Financial Focus/When Investing, Get On “Same Page’’ As Spouse
Communication is the key to successful marriages. But a surprising number of married couples may think they communicate well, only to discover that they have radically different ideas about one of the most important aspects of their life together - their money.
At least that’s the finding of a recent research project completed by the U.S. Bureau of Labor Statistics. The study showed that men tend to estimate the family income five percent higher than their wives. And men view their family wealth - stocks, bonds, home equity, etc. - as 10 percent higher than wives do. Also, wives believe that family debts are about $500 higher than husbands.
This “disconnect” could lead to problems when it comes to making important savings and investment decisions. For example, husbands, operating under inflated assumptions of income and assets, may be more inclined to spend, rather than save. Conversely, wives, concerned about higher debts and lower income and resources, may favor more conservative investments. In fact, other studies have shown that women do tend to invest more conservatively than men.
Of course, in anyone’s individual situation, it might not be particularly helpful to generalize on how husbands and wives think differently about saving and investing. Nonetheless, to make sure you and your spouse are working together toward your common long-term financial goals, you may want to consider the following suggestions:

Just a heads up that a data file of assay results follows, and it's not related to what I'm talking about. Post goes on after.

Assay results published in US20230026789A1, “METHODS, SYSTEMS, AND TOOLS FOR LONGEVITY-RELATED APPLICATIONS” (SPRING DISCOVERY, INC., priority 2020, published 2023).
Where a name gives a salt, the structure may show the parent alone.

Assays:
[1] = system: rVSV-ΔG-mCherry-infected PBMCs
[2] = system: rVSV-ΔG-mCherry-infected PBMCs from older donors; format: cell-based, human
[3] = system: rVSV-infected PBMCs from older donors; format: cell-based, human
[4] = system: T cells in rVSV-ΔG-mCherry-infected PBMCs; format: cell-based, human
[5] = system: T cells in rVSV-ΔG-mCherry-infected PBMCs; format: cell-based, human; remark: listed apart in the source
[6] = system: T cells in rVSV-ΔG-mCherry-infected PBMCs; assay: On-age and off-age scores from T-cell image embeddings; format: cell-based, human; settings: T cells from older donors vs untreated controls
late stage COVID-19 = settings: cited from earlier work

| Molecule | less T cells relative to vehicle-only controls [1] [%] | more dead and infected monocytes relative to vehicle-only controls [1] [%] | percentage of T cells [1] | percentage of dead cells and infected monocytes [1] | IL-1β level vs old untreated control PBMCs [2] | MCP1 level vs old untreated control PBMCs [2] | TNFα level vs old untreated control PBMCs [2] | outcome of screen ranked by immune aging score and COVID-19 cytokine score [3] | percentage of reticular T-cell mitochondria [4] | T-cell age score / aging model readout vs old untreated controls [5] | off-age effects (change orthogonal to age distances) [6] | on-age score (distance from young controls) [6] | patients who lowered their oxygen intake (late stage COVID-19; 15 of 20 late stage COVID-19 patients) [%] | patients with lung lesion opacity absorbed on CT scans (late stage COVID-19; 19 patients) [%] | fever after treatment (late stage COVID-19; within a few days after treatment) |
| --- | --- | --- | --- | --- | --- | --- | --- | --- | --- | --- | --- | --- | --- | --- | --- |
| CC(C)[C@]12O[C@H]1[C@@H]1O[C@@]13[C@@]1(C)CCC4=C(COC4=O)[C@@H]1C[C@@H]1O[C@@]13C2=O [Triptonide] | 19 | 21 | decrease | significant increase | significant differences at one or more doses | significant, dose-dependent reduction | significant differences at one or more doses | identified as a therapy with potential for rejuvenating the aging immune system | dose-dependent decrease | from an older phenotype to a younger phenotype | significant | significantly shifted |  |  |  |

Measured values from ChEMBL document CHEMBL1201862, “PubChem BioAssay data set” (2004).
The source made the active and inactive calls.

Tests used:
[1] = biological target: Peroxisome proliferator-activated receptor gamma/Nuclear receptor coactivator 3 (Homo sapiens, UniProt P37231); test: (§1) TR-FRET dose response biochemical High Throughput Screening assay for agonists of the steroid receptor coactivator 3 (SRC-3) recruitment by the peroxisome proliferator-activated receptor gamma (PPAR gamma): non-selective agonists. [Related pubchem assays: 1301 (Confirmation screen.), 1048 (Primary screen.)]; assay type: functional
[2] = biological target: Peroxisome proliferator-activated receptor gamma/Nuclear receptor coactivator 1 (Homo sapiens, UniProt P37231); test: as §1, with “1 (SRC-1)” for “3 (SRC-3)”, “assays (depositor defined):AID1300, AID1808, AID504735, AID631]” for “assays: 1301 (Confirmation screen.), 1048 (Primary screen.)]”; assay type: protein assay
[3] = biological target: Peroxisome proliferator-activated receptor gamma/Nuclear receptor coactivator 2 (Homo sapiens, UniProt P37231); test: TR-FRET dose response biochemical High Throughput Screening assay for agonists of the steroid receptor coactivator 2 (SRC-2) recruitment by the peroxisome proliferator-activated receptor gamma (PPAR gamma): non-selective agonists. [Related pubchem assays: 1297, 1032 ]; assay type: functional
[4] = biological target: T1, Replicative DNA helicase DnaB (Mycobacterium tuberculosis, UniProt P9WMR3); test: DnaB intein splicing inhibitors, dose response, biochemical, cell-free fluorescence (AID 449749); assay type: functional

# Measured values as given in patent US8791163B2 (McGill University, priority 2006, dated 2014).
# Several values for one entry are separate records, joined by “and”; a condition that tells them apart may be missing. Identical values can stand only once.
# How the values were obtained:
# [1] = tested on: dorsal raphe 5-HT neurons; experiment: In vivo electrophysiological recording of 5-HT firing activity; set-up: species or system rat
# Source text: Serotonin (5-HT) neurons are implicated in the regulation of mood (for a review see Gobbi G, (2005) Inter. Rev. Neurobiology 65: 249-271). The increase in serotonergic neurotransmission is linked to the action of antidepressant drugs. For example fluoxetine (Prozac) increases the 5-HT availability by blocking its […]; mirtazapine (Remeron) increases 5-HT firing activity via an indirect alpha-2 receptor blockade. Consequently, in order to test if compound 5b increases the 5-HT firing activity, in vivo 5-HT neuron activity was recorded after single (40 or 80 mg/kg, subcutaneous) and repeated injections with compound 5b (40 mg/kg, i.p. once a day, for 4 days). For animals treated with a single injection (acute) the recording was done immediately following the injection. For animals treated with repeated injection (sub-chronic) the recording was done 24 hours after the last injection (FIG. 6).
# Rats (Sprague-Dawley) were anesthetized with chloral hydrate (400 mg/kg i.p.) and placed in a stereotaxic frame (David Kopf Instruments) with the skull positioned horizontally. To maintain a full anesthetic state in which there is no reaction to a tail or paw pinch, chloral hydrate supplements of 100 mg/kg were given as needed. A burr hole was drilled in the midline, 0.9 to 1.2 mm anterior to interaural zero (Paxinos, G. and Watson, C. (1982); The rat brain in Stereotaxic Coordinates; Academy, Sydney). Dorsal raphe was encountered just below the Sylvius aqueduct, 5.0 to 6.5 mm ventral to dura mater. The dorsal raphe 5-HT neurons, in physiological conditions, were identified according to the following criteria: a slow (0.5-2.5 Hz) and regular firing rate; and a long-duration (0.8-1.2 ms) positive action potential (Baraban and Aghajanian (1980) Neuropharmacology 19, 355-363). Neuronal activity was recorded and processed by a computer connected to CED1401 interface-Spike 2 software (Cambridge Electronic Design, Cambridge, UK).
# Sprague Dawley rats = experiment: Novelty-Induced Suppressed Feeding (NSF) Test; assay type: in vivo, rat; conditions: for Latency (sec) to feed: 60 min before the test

* Review your finances regularly - Don’t assume that you and your spouse know the exact same things about your income, savings and investments. Take the time to “put all your cards on the table.’’ And do it regularly, because things change all the time - one of you may get a raise, one of you has noticed something unusual in your investment statement, etc. If you work with an investment professional who conducts regular reviews of your financial situation, you and your spouse have the perfect opportunity to scrutinize the same information.
* Discuss your goals - With careers, kids and all the activities of everyday life, you and your spouse may not have a lot of time to discuss topics such as retirement, college funding and other long-term financial goals. But you need to make the time. If you each have different conceptions of your ultimate financial destinations, you’ll have a hard time agreeing on the proper strategies for getting there. Make sure each of you knows when the other would like to retire, what sort of retirement lifestyle you envision, what kind of contributions you’re thinking of for your children’s college education, etc.
* Reach common ground - If you and your spouse have different investment personalities, you may well have to find some “common ground.” That is, if one of you is an “aggressive’’ investor, while the other is “conservative,” you might have to chart a course that is considered “moderate.” If one of you is unhappy with the way you are investing as a couple, then nobody really comes out ahead.
* Keep your records accessible - In some marriages, one partner manages the finances so completely that the other spouse doesn’t even know how to find the investment statements, tax records and other documents. That is a recipe for disaster - if something were to happen to the “in-the-know’’ spouse, the other one could face big delays in taking control of much-needed assets.
By following these basic suggestions, you and your spouse can work together to make continual progress toward your objectives. And, as you know from any endeavor in life, any job is easier when people pull in the same direction.
This article was submitted by the financial representatives of Edward Jones in Hagerstown: Greg Garner, AAMS, 301-733-9465; Dave Walker, 301-766-7300; Joan Bowers, 240-420-8514; John R. Pullaro, 301-824-7726; and Todd Streett, 717-762-0911.